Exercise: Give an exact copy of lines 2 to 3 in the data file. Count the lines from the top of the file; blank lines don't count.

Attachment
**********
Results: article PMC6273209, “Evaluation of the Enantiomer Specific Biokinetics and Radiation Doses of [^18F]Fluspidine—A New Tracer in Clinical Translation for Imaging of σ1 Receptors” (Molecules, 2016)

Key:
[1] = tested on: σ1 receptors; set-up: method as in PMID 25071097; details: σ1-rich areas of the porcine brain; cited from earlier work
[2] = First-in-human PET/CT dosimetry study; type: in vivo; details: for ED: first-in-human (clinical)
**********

Key:
[1] = tested on: σ1 receptors; set-up: method as in PMID 25071097; details: σ1-rich areas of the porcine brain; cited from earlier work